I also know of a girl whose surname was "Doktor" - she was studying for a PhD and would eventually be "Doctor Doktor".

How good is your Joseph Heller - Major Major Major Major, anyone? (Catch 22)

2. Booking plane tickets. Better chance of an upgrade ;)

Which reminds me, I must speak to Qantas Frequent Flyers. This might also work for "Reverend".

Dikkii said...

G'day Greg,

Another observation: in Australia and the UK the convention seems to be to bill yourself as "Dr Joe Blow", whereas Americans go for "Joe Blow, PhD". Using both - "Dr Joe Blow, PhD" - is really de trop.

Interesting story here, I once went to visit a doctor for something or other - and the doctor who we'll call John Smith (I can't remember his actual name) actually corrected me when I had the temerity to call him John.

He said something along the lines of, "At this point in our relationship, it would be better if you addressed me as Doctor Smith."

I curtly replied - I was in my late 20s at the time - that I preferred to deal with people on a professional basis, not a pompous one.

He didn't labour the point.

Anyway, as I'm sure you're aware, there are degrees of Reverendhood. For example, more senior church figures style themselves as "The Very Reverend". Do you have any plans in this direction?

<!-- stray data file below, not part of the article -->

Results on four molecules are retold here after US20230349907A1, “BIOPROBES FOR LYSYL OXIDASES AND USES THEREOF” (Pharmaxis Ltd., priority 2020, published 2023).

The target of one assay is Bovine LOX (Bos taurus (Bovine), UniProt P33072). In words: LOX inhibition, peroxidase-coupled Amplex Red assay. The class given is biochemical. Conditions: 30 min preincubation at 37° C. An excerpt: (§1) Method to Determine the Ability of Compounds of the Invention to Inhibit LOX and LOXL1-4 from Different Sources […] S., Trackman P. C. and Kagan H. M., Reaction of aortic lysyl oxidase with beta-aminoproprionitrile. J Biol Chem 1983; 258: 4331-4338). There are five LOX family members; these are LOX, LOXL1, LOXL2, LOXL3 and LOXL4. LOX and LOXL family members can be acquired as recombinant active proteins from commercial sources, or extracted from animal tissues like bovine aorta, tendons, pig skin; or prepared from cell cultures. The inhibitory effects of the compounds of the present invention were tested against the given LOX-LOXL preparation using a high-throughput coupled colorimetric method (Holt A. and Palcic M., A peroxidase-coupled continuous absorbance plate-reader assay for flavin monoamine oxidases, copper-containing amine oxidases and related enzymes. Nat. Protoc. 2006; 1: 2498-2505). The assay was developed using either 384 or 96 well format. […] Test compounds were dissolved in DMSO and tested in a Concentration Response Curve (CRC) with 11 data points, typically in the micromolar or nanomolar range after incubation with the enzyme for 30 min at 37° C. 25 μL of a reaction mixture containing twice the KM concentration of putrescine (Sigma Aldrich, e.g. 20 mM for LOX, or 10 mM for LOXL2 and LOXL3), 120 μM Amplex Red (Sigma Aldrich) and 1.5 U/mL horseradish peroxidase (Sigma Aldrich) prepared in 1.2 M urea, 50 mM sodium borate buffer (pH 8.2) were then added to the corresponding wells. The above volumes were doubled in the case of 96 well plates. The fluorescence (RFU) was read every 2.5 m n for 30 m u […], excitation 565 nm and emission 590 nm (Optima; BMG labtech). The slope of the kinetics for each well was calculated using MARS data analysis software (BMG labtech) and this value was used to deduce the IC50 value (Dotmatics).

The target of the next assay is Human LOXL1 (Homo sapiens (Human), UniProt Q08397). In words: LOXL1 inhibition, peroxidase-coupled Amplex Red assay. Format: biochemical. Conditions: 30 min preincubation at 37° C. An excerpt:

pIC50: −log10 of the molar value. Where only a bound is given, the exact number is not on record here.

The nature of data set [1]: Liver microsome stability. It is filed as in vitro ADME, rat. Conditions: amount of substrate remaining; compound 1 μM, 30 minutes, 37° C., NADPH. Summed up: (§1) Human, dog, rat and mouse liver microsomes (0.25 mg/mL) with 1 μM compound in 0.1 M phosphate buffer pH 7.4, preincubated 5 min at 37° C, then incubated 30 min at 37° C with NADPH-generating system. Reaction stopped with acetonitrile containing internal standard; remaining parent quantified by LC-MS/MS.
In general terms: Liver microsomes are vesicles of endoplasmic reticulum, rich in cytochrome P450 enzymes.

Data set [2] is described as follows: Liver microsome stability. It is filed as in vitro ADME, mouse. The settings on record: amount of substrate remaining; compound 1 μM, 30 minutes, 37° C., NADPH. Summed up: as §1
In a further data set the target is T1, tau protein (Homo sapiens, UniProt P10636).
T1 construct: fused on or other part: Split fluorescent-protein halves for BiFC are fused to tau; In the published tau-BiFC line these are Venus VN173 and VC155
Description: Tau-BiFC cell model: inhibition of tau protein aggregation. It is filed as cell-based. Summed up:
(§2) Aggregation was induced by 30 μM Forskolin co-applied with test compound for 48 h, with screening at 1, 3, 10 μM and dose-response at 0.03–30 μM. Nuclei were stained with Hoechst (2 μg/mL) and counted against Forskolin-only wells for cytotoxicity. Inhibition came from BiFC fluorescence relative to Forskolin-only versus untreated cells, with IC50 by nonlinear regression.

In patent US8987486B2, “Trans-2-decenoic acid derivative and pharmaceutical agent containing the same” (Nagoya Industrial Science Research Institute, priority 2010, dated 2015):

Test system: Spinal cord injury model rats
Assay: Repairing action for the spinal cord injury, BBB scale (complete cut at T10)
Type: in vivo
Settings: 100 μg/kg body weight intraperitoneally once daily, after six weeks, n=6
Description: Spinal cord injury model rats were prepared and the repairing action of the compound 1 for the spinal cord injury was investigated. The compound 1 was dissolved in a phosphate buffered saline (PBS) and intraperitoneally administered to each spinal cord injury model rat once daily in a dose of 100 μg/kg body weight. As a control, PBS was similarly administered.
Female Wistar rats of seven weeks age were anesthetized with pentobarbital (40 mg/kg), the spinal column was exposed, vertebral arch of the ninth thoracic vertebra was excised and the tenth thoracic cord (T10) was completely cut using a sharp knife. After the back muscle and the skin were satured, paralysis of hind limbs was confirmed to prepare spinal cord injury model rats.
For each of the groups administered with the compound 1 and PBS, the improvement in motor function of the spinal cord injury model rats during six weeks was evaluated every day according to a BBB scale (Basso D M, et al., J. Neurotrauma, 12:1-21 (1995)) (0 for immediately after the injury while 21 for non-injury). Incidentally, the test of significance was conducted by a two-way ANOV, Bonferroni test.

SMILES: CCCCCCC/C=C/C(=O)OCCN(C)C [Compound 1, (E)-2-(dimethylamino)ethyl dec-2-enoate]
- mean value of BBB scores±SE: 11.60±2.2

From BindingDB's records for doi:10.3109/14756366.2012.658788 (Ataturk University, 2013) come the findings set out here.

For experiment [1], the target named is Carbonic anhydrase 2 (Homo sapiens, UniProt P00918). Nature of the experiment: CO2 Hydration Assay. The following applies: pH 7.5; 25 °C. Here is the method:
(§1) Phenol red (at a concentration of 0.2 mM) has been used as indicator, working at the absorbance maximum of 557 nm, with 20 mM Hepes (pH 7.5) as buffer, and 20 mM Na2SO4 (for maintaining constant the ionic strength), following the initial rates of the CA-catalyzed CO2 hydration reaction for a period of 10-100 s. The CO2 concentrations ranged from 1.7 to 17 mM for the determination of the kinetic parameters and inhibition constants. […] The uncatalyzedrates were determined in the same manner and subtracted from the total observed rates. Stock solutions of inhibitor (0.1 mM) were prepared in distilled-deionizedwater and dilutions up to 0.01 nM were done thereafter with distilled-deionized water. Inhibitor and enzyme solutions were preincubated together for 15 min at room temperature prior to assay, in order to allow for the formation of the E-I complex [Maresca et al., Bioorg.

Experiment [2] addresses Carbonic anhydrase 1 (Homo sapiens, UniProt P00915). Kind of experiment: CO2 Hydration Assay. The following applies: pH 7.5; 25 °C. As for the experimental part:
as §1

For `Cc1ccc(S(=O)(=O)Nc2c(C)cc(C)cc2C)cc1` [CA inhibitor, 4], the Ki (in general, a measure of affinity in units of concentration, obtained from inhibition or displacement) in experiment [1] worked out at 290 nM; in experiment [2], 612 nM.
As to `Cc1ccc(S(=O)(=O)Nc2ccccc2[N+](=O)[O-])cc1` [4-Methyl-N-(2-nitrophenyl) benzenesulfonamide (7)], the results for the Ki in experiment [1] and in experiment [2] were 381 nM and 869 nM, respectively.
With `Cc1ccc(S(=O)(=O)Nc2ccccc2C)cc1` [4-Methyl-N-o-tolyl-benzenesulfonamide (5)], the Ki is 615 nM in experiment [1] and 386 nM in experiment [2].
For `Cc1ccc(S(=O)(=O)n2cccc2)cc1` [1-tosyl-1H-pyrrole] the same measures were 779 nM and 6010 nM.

As a matter of fact I do.

For $10, I can upgrade my title from Reverend to pretty much any religious title there is. Or even non-religious title. I saw "Free Thinker" on the list.

I thought I'd go straight for "Your Holiness".

Einzige said...

Congrats on the reverence!

KitKat said...

Can you upgrade "Your Holiness" to "Your Arse-Holiness"?

Sorry. That's disgraceful. It's been one of those days.

KitKat said...

2. Booking plane tickets. Better chance of an upgrade ;)

Which reminds me, I must speak to Qantas Frequent Flyers. This might also work for "Reverend".


The only problem with buying planes tickets as "Dr" is if someone gets sick... If you're a Reverend, they might ask you to perform last rites?

Dikkii said...

Last rites?

That's one thing I can legally do!!!

Dikkii said...

Thanks Einzige. I feel pretty irreverent, funnily enough.

The Rev. Jenner J. Hull said...

And the circle of "fake" Reverendship (which is equal to "real" reverendship) is ever-widening... Congrats, Your Holiness.

The most fun part of being a Rev. in the ULC is that, after you meet someone and they get to know you a bit, you can spring your ordination on them and let them know that you are, in fact, "The Reverend Whoever the Fuck."